On the downside, without focus on ways to satisfy cravings and spontaneous hunger, it will take its toll. Getting down to bodybuilding competition levels of body fat affects your overall ability to do the stuff you are used to. You tire easily, but with enough rest I normally do not consider this a big issue.
At the very end of a diet phase, it is common to have lower testosterone levels and this starts impacting libido, mood and patience.
Being aware of these things and understanding the science behind it is essential for me on a day to day basis. I have never found it to have a detrimental effect on my life.
At the end of a diet phase mood swings are just a normal part of your life. Things affect you to a larger degree than normal and even smaller issues can cause you to stress mentally.
You joined LetsGetChecked to be part of a case study that looked at your test results pre, during and after heavy training. How did you find this experience?
I have found it extremely interesting to have been a part of this study. I helps me quantify my own subjective discoveries and observation that I have made over time and in the future it will enable me to do an even better job both for myself, but also my clients. I am truly grateful to be a part of the study.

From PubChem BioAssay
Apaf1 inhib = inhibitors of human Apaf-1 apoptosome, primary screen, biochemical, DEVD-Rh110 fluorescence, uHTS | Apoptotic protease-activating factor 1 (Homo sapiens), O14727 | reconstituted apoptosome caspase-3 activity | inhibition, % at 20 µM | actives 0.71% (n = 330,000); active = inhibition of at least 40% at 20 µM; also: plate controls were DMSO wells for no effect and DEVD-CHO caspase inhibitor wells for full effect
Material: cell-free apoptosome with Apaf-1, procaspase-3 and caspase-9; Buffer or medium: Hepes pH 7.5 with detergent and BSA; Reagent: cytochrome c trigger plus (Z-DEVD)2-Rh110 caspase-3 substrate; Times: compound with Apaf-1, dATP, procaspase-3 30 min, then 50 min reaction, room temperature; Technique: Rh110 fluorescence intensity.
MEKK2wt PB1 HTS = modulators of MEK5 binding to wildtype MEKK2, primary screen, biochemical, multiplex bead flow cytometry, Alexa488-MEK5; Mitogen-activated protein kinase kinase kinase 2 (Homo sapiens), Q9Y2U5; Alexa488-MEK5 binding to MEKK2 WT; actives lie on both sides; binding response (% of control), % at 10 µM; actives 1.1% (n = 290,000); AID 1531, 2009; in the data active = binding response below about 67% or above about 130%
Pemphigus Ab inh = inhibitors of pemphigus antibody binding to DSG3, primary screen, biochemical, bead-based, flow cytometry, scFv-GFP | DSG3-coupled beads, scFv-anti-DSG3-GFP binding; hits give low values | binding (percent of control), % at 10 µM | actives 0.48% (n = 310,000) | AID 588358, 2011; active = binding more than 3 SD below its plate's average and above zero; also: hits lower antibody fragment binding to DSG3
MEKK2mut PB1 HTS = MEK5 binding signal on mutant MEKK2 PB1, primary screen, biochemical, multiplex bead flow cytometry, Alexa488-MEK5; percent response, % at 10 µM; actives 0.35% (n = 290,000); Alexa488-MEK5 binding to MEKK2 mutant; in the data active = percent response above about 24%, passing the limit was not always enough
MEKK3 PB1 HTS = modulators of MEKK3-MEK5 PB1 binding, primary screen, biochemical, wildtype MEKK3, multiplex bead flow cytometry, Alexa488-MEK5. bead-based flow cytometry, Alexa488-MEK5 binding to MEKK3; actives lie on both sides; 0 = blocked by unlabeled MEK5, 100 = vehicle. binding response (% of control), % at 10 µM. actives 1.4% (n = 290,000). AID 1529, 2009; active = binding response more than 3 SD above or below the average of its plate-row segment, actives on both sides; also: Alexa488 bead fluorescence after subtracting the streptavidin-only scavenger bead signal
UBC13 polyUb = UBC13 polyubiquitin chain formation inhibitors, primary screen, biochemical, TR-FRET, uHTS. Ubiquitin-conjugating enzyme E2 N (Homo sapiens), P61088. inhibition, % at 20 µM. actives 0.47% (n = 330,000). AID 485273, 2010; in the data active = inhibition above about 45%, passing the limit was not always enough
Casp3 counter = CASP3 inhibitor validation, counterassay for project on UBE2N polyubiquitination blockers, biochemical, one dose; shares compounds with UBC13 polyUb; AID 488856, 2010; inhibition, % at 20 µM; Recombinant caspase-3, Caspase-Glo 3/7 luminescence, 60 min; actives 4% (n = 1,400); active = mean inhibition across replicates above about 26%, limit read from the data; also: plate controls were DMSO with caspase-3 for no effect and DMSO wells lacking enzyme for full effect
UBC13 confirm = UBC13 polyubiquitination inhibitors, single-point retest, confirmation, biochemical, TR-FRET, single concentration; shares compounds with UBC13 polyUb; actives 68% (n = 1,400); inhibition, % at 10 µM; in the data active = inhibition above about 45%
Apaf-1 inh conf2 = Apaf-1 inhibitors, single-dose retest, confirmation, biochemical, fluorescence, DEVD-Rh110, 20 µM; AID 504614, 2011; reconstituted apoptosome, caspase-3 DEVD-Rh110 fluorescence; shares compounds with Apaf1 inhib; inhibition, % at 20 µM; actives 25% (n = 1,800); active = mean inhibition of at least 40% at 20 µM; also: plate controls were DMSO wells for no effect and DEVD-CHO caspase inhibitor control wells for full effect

What major changes did you notice from a hormonal level during the study?
During the first long stint of this diet phase, I did not notice any changes from a subjective point of view. From the tests done the following was illustrated:
Testosterone rose all the way up to the start of my diet, and has dropped since, however, the level is still within normal range
Sex Hormone Binding Globulin has been on the rise for me ever since before the start of my diet, which is a focus area for me. Levels have been higher than normal throughout my time with Letsgetchecked.
Free Androgen Index was within a normal range at the start of my diet, but has dropped below normal range at the end of my diet phase, due to the increase in SHBG.
Prolactin levels rose throughout the diet regime. High prolactin in men may cause a lowered sex drive and loss of body hair.